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Corn Gluten Meal, Termites, Plumeria, Crossvine, Inland Seaoats

It's time for the Natural Weed and Feed.  For the control of annual (germinating from seed) winter weeds, apply corn gluten meal at 20 lbs. per 1,000 sq. ft. now through October 15th or so. Corn gluten meal is also a powerful organic fertilizer but will control such cool season plants such as clover, henbit, poa annua, chickweed and others. The garden centers and feed stores should have it in stock now under several brand names. It’s available in granulated as well as powdered form.

Q. I’ve discovered termites in my organic vegetable garden. They are quite apparent when I dig in the garden and this year they’ve devoured my wooden tomato stakes. I know how to remedy the tomato stake problem. I’d like to be rid of the termites but don’t want to use toxic chemicals in my garden soil. I don’t want to drive them toward my house either. Help! ’– D.K., Dallas

A. Termites are beneficial in the garden. They help break down organic matter to build the soil. Keeping them in the garden and out of the house is done by preventing leaks and wet wood in the house. Beneficial nematodes are the natural control to be used in the soil around the foundation.

Q. We just returned from Hawaii and I loved the fragrances in the air, especially the plumeria. Can that be grown here at all? The bougainvillea was everywhere there and different colors and since I have trouble getting mine to bloom, I wondered if I need to use a lot of lava sand. Perhaps that is what helps them bloom over there so well. Any suggestions on what I can plant to get more fragrance in my garden? ’– K.S., Commerce, TX

A. Both can be grown here in the summer if protected in the winter. Lava sand will help as will letting the soil dry out between waterings. Liquid organic fertilizers used regularly will also help. Other plants for fragrance include sweet Autumn clematis, kidneywood, black locust, Eve’s necklace, Texas mountain laurel, bush or winter honeysuckle, fragrant sumac, fragrant ash, antique roses, wisteria, scented geraniums, petunias, rosemary, mints monardas, basil, yarrow, thyme, sweet (Mexican mint) marigold, sweet Annie, sweet myrtle, Mexican oregano, little leaf linden and Carolina basswood.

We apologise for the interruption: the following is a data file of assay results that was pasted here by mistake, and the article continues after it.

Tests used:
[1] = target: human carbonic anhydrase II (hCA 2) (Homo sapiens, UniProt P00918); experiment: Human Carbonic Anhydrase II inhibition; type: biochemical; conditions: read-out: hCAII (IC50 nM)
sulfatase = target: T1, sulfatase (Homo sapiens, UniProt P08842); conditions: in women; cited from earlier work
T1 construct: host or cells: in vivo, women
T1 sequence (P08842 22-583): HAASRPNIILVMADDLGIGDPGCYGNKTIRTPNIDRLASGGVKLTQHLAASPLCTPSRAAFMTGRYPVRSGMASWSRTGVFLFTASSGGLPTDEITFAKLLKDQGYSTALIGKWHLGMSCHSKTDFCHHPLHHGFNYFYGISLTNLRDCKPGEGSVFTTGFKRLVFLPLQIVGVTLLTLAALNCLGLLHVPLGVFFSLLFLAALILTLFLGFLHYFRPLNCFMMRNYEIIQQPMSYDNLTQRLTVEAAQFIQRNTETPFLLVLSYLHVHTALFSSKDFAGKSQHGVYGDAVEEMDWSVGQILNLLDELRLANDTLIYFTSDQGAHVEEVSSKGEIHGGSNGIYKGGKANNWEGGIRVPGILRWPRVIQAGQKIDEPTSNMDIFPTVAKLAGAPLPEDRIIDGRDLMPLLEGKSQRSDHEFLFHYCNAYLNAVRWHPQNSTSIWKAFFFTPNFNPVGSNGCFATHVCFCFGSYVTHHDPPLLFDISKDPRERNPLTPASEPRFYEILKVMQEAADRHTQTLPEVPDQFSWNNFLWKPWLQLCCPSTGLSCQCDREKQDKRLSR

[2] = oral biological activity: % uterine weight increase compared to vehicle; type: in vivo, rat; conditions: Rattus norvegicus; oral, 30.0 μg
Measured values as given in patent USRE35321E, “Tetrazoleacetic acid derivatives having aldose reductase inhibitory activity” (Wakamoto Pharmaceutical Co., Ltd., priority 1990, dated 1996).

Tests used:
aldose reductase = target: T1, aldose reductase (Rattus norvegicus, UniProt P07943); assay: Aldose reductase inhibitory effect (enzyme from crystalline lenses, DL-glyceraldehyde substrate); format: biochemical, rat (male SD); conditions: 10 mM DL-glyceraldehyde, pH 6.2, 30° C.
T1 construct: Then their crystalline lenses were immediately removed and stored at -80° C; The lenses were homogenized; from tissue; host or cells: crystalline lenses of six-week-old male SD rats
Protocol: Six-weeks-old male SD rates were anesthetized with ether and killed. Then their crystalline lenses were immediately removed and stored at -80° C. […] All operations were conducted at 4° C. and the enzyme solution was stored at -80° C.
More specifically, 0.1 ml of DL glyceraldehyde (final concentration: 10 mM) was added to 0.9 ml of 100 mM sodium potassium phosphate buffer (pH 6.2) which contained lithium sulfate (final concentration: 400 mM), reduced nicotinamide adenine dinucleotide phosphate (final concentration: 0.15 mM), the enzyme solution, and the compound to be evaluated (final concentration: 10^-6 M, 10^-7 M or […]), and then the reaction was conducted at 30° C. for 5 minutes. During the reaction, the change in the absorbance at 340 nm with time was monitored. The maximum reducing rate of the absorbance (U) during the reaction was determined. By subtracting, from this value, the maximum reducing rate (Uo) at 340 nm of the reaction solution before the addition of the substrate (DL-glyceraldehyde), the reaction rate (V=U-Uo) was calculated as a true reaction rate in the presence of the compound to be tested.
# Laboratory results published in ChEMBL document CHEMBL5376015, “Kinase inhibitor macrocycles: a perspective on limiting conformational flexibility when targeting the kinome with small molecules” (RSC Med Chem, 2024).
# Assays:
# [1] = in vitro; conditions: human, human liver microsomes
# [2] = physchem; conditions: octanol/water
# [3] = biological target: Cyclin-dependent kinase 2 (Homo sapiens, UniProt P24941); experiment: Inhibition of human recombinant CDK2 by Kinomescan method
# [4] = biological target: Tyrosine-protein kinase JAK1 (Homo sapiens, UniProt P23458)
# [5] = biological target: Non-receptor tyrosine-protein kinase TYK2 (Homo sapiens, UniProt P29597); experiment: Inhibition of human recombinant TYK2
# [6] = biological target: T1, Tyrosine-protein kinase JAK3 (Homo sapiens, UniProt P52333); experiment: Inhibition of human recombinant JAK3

Q. I have one wall of my house facing east. It’s all brick and that side of the house gets really hot. I tried once to plant some vines to shade the house, but the direct sunlight was too much and they were cooked. Can you recommend a vine that could stand the heat? And, should I let the vines climb the side of the house or should I build something they can cling to? ’– C.H., Dallas

A. Take a look at the native cross vine. It is evergreen and has red and yellow or solid red flowers in the spring. It does need wires to help get the vertical growth get going. In brick, it’s best to use masonry nails and strong wire.

Q. I have quite a lot of inland sea oats and would like to transplant some. Do I need to transplant or just collect seed heads and plant them? When is the best time to do this? ’– C.B., Dallas

A. As soon as the seed turn brown, they can be harvested and sown wherever else you want them growing. If you don’t harvest the seed before they fully mature and start to shatter, you won’t have to worry about planting them. They will be growing everywhere. The seed heads can also cut off as they mature but before they start to shatter and used indoors as a beautiful dry flower arrangement. Inland seaoats can also be easily divided and transplanted in the fall and winter.

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